How would linguists pronounce GIF, and why?
Oh dear, this is going to be the most controversial thing I’ve ever written. I wish we could just accept our tomopotatine differences and be understanding of other ways of doing things and learn to live in harmony but sadly, it’s pronounced with a soft “g” you mindless misacronymers.
Let’s hear it from the other side first - that is, the people who likein believe it should start with the hard “g” of “misguided”. The most common argument in favour of the hard-g-gif is that GIF is an abbreviation for “graphics interchange format”, and should therefore be pronounced with the hard “g” of “graphics”.
The problem with this is that this isn’t how acronyms work: they’re pronounced according to typical word-pronunciation rules, which I went over recently. The most famous counterexample is JPEG, short for “Joint Photographic Experts Group”; by the logic of the hard-g-graphics argument, you should pronounce “JPEG” as jay-pheg instead of the mainstream jay-peg because of the “ph” at the beginning of “photographic”.
, in favour of the hard-gif, adds that most single-syllable English words spelled with a “g” use it to make the hard /g/ sound:
Gab. Gad. Gag. Gal. Gam. Gap. Gas. Gay. Get. Gig. Gill. Gimp. Gird. Girl.Give. Go. Goal. Gob. God. Gone. Gore. Got. Guide. Guild. Guilt. Gull. Gulp. Gum. Gun. Gust. Gut. Guy. The word “gift” is the closest word to GIF, and it has a hard G. To pronounce GIF, just say “gift” without the “t”.
The website then unconvincingly disregards gin, gem, gym, geo, and gel, saying that “gin” comes from Dutch which makes it ineligible for some reason, that “gem” comes from Latin gemma which also mysteriously renders it negligible, and that the latter three don’t count because they’re short for longer words.
These arguments shall not stand for those who know it is rightly pronounced with the soft “g” of “legitimate”. The soft-gif camp is well-known for having the original creator of the gif, Steve Wilhite, on our side. In his 2013 acceptance speech at the Webby awards, he offered these five words of wisdom:
I’ll let that stand for itself.In CompuServe’s FAQs, they clearly state that “The GIF (Graphics Interchange Format), pronounced "JIF", was designed by CompuServe and the official specification released in June of 1987.”
Besides this staggering monument of truth on the screen before ye, there are plenty of solid arguments for the softer pronunciation.argues that the soft-gif is unintuitive, and everyone says hard-gif on their first acquaintance with the acronym, so “jif” is wrong.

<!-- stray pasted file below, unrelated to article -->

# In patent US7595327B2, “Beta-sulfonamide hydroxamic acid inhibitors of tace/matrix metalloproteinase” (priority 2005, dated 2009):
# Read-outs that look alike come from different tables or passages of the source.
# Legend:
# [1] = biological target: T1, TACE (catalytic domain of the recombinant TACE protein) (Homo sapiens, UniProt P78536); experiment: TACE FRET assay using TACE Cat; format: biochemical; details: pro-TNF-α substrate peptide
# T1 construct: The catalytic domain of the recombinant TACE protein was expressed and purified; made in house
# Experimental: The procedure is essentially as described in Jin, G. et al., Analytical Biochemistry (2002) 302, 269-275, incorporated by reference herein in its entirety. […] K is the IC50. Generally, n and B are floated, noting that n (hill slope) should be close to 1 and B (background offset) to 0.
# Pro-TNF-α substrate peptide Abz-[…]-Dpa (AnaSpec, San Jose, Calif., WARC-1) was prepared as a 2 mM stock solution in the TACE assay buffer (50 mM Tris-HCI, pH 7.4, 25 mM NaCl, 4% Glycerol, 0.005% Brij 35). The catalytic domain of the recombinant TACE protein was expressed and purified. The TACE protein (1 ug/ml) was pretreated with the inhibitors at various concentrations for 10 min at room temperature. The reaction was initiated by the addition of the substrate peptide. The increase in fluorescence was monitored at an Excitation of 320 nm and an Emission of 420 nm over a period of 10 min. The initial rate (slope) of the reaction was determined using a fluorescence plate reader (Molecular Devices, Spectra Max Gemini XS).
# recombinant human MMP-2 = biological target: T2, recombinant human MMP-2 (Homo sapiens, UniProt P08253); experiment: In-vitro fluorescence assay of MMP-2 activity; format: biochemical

Not so, we say; there are plenty of immediately difficult words that we have to learn to say properly as we get older: yacht, chthonic, colonel, epitome,, draught, Worcestershire, and so on. There is no good reason that gif cannot be one of these - and, even there, it is ever as understandable as gin, whom the scheming tosses aside without reason.
We’ve every prescriptive reason to believe that soft-gif - the jif, the [d͡ʒɪf], the beacon of truth in the wars of the internet - is the one true pronunciation. It is with this that I close my case; do with it what you will.
Now, objectively, neither is especially correct. Both hard- and soft-gifs are in common use. Linguists are, asgoes over in more detail , supposed to describe how language is used, not how it should be used, so the question as it stands won’t help you any more than the discussion at .
This answer is largely tongue-in-cheek, as you might have guessed. I do use the soft-gif, but there’s no real problem with the other pronunciation. There are arguments for and against each, and I’ve lain out some above, but ultimately it comes down to what you and your friends want to say.
Cultures typically associate a “standard” pronunciation as a marker of status. Mispronouncing a word — even a technical term — can cause feelings of shame and inadequacy. If people believe there is a logical basis for their pronunciation, they are not apt to give it up.
[The NYT article cited here, by the way, has 145 comments.]
However, I still stick to my arguments in favour of soft-gif. To answer your question, both are objectively fine ways of saying “gif”, but if you pronounce it with a hard “g” I do think you’re very wrong indeed.
Thanks for asking!
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